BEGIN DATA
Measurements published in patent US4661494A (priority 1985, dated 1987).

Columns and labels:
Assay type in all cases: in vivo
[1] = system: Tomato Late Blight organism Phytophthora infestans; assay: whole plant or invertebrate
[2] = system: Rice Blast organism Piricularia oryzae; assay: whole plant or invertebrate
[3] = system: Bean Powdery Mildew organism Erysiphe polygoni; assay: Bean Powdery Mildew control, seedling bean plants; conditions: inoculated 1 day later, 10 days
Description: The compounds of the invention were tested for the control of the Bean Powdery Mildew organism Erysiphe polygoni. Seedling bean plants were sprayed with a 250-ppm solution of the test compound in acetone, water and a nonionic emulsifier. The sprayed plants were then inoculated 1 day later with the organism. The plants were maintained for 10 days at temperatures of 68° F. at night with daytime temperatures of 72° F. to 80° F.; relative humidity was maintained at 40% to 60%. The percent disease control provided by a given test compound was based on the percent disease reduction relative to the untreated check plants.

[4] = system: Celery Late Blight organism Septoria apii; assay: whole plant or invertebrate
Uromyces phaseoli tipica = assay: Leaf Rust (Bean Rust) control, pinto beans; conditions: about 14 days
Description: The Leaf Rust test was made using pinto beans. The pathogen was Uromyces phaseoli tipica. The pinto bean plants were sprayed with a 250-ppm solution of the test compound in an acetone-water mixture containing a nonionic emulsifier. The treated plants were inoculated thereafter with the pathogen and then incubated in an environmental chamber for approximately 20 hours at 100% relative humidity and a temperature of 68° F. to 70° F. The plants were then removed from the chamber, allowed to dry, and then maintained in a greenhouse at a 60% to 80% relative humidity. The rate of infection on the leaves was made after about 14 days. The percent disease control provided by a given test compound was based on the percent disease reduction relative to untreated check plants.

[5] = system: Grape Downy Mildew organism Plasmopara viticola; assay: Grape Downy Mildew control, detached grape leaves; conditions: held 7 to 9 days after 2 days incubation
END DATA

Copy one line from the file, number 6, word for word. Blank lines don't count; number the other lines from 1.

[3] = system: Bean Powdery Mildew organism Erysiphe polygoni; assay: Bean Powdery Mildew control, seedling bean plants; conditions: inoculated 1 day later, 10 days